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Getting the Nursery Ready

Based on content from JOHNSON'S® Baby Care Basics: Practical Tips for Parents-to-Be.

When your baby arrives, you will be the center of his or her universe. And that universe will be centered largely in the nursery. You are both going to spend a lot of time here, especially when you first bring your baby home, so it's important to make it a calm, comfortable place for both of you. You may want to plan to get your baby's nursery ready when you're about six or seven months pregnant, when you are still able to get around fairly easily.

Your baby's nursery - whether it's in your bedroom or in a separate room - should be a quiet area where there is subdued lighting and little traffic. Remember, your baby will spend most of the time here looking up - so make sure there are no bright overhead lights. It should be a peaceful place, designed for ease of use and comfort for you and for your baby. Arrange the furniture and items in a way you think makes the most sense logically, but realize that you may need to rearrange things a little once you figure out what works best for both of you.

Baby's First Bed
Your newborn's needs are simple: a firm, flat mattress and a safe enclosure where he or she will feel protected and secure. In the first months of infancy, you may prefer a bassinet. These portable baby beds can be carried from room to room so you can keep a close watch on your sleeping baby.

A bassinet is not a necessity. And since most bassinets will not support the weight of an older baby, they're useful only for the first four or five months, which makes them a bit of a luxury item.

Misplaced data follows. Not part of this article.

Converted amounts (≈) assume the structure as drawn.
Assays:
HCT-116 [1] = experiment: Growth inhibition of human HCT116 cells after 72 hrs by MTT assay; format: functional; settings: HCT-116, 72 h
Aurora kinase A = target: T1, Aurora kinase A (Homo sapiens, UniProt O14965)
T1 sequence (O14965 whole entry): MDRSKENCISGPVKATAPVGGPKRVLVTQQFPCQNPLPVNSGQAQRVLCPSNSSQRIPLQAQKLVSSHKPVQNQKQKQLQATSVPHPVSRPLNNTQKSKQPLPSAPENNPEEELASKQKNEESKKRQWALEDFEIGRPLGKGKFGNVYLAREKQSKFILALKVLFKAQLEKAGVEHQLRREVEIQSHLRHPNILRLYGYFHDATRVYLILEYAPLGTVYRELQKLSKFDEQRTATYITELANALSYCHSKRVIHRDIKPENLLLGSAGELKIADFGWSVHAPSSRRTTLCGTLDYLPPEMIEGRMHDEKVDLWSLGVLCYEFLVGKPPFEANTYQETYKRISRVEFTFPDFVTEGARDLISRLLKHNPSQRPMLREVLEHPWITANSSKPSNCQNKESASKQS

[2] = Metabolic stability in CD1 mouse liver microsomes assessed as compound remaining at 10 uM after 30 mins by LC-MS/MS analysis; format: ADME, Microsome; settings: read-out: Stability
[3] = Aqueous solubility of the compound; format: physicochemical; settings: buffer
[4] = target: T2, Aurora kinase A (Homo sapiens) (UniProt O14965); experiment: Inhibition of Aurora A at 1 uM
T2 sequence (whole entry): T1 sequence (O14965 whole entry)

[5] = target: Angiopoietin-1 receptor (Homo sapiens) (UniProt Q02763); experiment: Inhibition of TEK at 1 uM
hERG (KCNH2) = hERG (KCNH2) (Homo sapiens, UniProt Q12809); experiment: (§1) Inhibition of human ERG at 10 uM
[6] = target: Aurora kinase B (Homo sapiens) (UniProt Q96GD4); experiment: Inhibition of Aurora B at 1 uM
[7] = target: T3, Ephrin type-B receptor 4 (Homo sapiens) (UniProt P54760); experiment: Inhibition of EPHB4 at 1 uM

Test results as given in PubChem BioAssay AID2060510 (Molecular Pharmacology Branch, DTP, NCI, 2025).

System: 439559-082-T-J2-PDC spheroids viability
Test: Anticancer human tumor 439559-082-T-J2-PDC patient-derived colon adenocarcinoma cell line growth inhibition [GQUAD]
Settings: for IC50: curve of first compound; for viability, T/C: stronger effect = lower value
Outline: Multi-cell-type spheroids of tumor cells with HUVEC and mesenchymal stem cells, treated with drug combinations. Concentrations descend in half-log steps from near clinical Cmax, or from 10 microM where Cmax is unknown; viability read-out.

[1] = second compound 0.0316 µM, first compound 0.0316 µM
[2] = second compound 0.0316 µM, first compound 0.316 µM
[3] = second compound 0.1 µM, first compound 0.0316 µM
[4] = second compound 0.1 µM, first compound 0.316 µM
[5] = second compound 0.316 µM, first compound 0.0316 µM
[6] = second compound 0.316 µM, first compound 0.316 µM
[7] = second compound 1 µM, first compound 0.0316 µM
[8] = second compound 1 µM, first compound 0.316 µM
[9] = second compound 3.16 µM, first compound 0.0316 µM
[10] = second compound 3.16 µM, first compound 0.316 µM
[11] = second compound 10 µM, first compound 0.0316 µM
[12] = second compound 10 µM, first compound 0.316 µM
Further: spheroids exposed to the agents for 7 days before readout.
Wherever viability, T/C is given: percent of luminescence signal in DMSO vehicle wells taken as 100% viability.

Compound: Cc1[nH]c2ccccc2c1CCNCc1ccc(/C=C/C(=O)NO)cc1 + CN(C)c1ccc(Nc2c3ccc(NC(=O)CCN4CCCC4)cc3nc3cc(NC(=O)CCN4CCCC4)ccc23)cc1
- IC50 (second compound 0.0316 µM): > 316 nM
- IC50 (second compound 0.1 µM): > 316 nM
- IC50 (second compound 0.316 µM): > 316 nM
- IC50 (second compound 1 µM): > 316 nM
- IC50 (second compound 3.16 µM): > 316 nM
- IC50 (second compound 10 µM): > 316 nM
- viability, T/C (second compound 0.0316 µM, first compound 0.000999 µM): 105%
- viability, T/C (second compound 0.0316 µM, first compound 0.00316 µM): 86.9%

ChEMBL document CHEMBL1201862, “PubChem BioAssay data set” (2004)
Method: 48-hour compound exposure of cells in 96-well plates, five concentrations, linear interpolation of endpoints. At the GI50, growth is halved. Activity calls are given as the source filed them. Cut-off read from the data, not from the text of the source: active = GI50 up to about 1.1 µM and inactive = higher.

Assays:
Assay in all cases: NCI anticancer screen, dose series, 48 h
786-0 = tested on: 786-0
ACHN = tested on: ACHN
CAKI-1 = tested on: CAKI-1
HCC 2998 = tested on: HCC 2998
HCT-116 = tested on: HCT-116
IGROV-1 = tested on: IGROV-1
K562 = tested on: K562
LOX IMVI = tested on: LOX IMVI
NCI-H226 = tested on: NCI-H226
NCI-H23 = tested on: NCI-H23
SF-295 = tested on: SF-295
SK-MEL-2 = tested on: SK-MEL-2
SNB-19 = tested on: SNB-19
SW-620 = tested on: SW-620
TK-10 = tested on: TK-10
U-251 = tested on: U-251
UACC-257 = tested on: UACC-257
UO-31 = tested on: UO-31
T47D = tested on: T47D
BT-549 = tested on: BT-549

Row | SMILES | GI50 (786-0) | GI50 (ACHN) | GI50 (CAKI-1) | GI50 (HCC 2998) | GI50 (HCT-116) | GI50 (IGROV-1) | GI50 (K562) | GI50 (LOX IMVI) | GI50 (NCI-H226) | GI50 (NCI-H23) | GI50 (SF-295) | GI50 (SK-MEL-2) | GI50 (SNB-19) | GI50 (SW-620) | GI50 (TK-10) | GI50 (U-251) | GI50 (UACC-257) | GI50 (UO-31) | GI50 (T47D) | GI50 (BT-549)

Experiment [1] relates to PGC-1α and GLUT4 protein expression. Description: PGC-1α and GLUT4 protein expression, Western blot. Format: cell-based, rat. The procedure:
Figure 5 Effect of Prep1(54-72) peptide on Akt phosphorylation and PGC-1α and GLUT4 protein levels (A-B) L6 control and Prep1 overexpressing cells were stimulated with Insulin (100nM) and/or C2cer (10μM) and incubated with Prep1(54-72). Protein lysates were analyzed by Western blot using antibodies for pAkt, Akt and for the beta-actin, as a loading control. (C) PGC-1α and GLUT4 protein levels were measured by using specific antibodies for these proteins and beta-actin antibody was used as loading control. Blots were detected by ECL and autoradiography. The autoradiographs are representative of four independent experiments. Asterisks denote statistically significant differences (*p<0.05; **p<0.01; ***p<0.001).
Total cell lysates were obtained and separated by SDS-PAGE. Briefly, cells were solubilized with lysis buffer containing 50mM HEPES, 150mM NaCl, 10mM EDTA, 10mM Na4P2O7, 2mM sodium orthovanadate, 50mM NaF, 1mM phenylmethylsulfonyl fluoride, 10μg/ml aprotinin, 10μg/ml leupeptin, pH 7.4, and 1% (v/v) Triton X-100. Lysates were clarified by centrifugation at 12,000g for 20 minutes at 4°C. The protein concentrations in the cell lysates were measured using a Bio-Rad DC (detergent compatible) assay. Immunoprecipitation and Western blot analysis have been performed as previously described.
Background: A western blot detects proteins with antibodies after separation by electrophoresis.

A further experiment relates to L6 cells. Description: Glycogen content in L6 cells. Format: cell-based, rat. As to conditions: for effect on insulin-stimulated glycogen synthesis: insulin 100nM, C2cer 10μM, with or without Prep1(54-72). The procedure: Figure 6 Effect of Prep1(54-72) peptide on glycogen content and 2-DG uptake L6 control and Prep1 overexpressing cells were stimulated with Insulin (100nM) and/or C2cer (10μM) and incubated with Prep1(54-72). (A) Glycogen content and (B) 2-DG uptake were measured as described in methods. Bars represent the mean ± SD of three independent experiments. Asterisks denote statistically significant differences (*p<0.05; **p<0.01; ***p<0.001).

For safety's sake at sleep time:

  • To reduce the risk of Sudden Baby Death Syndrome (SIDS), your baby should be placed on his or her back when it's time to sleep. Remember the phrase "Back to Sleep," and be sure that everyone who cares for your child follows this rule, even at nap time.
  • The sleeping surface must be firm and flat.
  • Fluffy pillows, crib bumpers, blankets, and toys should never be placed in the crib with a sleeping baby.

New cribs purchased in the United States must meet safety regulations, but if you borrow an older crib, make sure that:

  • Crib slats are no more than two and three eighths (2 3/8) inches apart - to prevent your baby's body from slipping through.
  • The mattress fits snugly - you should be able to fit no more than two fingers between the mattress and the side of the crib. Remove any plastic coverings!
  • The top section of the corner post is no higher than 1/16 of an inch, or no shorter than 16 inches if there's a canopy - to avoid snagging your baby's clothes or causing injury.
  • There are no decorative cutouts in the headboard or footboard - they could catch your baby's head or limbs.
  • To prevent entanglement, be sure to remove all mobile or hanging items by the time your baby is four months old or begins to pull himself up. And when your baby is less than four months, make sure the mobile is out of reach and securely fastened so it can't fall into the crib.

Changing Table
You can buy a changing table specifically designed for baby diaper changing or just use any other flat surface covered with a changing pad or towel. Be sure the table is sturdy. If possible, secure the table to a wall.

Never leave your baby alone on the table; always keep one hand on your baby when using the changing table. Keep all the changing supplies you need within your reach but out of baby's reach.

Childproofing

  • Keeping your house safe for your new one will be an ongoing, ever-changing process. Now is a good time to start with the basics. Give your home a thorough inspection, looking for choking hazards and other items that can be dangerous to a small child. Before your baby comes home, buy and install outlet covers for the electrical outlets that will be within reach for a curious baby or toddler. Cabinet locks should be installed to keep your baby out of areas where you store cleaning supplies and other chemicals.
  • As your child grows, you'll have to reevaluate what you need to do to keep the house safe. To learn more about childproofing your home, visit babycenter.com.
  • With everything you have to think of, it's easy to lose track of the fundamentals. That is, your baby needs an environment that's safe, comfortable, nurturing and loving. So check off each item, one by one, and dream of the day you'll be holding him, or her, in your arms.